The current owner of this sand pit showed an intense interest in the breeding Terns. Not only did he enjoy observing the birds but he worked at reducing chances of predation by selectively removing any bullsnakes that were observed near a colony. This interest also helped reduce human disturbance by limiting access during the breeding season. Activities associated with the transportation of sand seemed to have minimal effect, if any, on nesting birds. One Tern nest within 5 m of a road was kept under observation by Mr. Edwards. The incubating adult did not leave the scrape even as large trucks carrying sand would drive by. This nest eventually successfully fledged 3 young.

Overall, Wolf Pit was the most successful colony with a minimum of 10 fledged Terns. This was the highest number of fledged young observed during the late July visits to the colonies under observation (Table 1).

[Table 1. Least Tern survey results.]
Colony Name Cedar Creek Schramm Two Rivers Dry Gulch Ames Pit Wolf Pit Total
Aerial Count 28-29 June 10 3-4 0 12 4+ 15 45
Ground Count
1-2 July Individuals 8 10 12 10 8 30 78
  Nests Located 3 2 4 5 3 14 31
28-30 July Individuals 11 1 5 3 5 20 45
  Nests Located 1 0 0 0 0 0 1
Fledged Young Late July 3 0 2 0 2 10 17
Nesting Success (1) 1981 N.V. yes no no N.V. N.V.  
  1982 yes no yes no yes yes  

(1) Success is defined as the presence of flying young.

N.V. Not visited.

The 1982 breeding season for Least Tern showed an improvement over the results apparent in 1981. This survey did include a larger number of locations so data is not comparable. Those Terns present did however, successfully raise young at more of the nesting colonies checked (Table 1). This does not necessarily mean there was an improvement over last year but there was an increase in the known breeding success.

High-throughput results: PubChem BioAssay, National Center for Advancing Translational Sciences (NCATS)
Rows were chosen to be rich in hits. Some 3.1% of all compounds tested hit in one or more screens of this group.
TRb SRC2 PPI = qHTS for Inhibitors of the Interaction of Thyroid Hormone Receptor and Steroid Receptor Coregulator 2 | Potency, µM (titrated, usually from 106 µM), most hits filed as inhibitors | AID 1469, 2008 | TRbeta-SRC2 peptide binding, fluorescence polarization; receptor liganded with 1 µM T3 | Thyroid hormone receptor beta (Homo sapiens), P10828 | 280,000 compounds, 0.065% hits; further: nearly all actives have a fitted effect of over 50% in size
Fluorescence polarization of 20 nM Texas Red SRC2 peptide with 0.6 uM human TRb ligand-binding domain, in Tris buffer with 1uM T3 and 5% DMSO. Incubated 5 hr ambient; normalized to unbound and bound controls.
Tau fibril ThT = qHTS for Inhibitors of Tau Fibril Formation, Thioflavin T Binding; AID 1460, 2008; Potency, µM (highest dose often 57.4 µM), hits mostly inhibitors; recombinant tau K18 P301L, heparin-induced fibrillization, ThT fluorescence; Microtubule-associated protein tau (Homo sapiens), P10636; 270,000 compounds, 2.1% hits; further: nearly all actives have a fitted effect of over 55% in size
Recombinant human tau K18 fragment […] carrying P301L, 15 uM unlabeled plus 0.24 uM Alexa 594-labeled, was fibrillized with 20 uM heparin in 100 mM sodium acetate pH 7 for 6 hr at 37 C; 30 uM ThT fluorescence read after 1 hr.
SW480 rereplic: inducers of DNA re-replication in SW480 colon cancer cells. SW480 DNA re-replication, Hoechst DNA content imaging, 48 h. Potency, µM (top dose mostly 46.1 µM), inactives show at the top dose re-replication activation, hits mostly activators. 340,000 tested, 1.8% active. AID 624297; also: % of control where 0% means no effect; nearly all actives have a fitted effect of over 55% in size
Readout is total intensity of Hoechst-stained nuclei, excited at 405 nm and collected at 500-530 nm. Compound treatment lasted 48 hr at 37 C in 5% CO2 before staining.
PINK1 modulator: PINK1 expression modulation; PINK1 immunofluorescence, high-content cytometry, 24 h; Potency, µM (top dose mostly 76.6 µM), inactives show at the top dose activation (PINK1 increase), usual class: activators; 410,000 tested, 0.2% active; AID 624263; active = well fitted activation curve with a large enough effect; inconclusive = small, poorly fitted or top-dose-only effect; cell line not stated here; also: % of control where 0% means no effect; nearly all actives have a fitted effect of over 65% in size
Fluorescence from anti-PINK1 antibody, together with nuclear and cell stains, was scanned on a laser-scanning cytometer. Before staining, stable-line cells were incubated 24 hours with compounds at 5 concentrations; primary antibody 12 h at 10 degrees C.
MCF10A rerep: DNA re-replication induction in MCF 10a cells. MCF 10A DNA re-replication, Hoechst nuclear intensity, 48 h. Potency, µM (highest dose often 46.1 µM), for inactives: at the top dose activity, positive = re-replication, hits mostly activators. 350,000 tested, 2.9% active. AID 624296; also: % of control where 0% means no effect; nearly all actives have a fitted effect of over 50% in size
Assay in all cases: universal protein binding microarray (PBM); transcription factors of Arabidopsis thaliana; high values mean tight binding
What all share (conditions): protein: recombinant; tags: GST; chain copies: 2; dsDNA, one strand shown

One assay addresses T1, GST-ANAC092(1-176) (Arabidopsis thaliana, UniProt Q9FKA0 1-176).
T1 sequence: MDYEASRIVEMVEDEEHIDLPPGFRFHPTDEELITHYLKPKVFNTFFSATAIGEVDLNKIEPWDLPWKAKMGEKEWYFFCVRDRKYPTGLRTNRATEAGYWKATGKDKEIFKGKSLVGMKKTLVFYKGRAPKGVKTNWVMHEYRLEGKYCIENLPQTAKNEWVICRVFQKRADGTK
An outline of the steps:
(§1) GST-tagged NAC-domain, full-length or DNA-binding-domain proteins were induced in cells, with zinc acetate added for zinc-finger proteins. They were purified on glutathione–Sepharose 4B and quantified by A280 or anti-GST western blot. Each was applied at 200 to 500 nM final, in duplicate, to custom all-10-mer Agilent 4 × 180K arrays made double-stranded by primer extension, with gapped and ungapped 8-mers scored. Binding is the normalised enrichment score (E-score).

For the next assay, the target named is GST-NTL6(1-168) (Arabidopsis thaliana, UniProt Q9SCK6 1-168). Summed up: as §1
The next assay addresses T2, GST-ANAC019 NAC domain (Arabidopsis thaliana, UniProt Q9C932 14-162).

Those locations where a comparison is possible, show the change in populations that can occur from one year to the next (Table 2). Schramm Colony, as an example, which was the most successful nest site last year, had fewer birds and was a complete failure this season. Two Rivers was a success this year but a failure for Terns in 1981.

Table 2. A comparison of 1981 and 1982 populations of Least Tern and Piping Plover for selected lower Platte locations.
Colony Name Least Tern Piping Plover
  1981 1982 1981 1982
Schramm 30 10 12 2
Two Rivers 6-7 12 20 4
Dry Gulch 18 10 -- --

Available data for Piping Plover showed no increase in the number of breeding birds but a marked decrease in the number of nesting attempts. Even though a larger number of colony locations were checked, populations at these sites were somewhat similar for both years. Schramm and Two Rivers had good numbers of nesting Plovers last year but no indications of breeding activity this year. Wolf Pit was the only exception with the number of nests found indicating a healthy breeding population. A single adult observed incubating at Cedar Creek was the only other activity noted for the six locations that were visited. Nesting was limited this year and the increase in breeding birds that would be expected as additional sites were checked just did not occur. Successful nesting observed at only one of six locations meant a dismal breeding season for Piping Plover.

September 1982. The 1982 least tern and piping plover breeding season on the lower Platte River, Nebraska. Nebraska Bird Review 50(3): 68-72.

Father Hoffman sent in this observation about the Piping Plovers at Morse Bluff: On 25 June and on 6 July I observed pairs of adult Piping Plovers with downy young (three in each case). The time lapse and the fact that the two observations were a considerable distance apart and separated by roads, weedy fields, and woodlands indicate to me two different broods. In both cases the birds were on tailings from sand-pit operations. [Editor]